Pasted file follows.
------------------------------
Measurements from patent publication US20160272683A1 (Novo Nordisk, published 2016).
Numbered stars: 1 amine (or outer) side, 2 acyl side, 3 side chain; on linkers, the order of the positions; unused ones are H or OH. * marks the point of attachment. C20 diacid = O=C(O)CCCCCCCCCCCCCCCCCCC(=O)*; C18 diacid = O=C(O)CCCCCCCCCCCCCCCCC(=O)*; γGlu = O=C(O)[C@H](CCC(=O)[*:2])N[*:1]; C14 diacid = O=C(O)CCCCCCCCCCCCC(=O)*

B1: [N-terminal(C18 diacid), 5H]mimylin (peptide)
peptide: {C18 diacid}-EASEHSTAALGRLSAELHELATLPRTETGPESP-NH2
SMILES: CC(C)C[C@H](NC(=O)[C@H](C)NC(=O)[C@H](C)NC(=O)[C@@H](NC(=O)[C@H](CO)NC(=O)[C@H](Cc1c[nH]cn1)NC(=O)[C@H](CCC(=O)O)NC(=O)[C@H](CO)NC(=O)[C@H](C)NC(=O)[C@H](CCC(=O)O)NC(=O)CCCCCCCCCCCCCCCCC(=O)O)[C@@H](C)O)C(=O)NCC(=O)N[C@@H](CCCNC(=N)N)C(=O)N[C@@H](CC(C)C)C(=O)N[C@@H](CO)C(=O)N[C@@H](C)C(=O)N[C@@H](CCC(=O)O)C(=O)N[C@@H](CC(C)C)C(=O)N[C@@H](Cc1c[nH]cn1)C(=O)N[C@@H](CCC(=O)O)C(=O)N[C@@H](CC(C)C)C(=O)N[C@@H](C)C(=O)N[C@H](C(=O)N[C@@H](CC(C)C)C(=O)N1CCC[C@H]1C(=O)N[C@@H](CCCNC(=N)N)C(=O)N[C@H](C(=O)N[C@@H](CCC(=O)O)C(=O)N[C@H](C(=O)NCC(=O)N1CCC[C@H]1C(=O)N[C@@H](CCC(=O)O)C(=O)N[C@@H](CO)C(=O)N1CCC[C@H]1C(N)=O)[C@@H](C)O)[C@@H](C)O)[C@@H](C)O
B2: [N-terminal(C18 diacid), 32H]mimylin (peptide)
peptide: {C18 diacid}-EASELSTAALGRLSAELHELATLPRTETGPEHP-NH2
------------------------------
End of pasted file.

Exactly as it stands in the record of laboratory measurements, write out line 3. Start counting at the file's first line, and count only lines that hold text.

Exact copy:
B1: [N-terminal(C18 diacid), 5H]mimylin (peptide)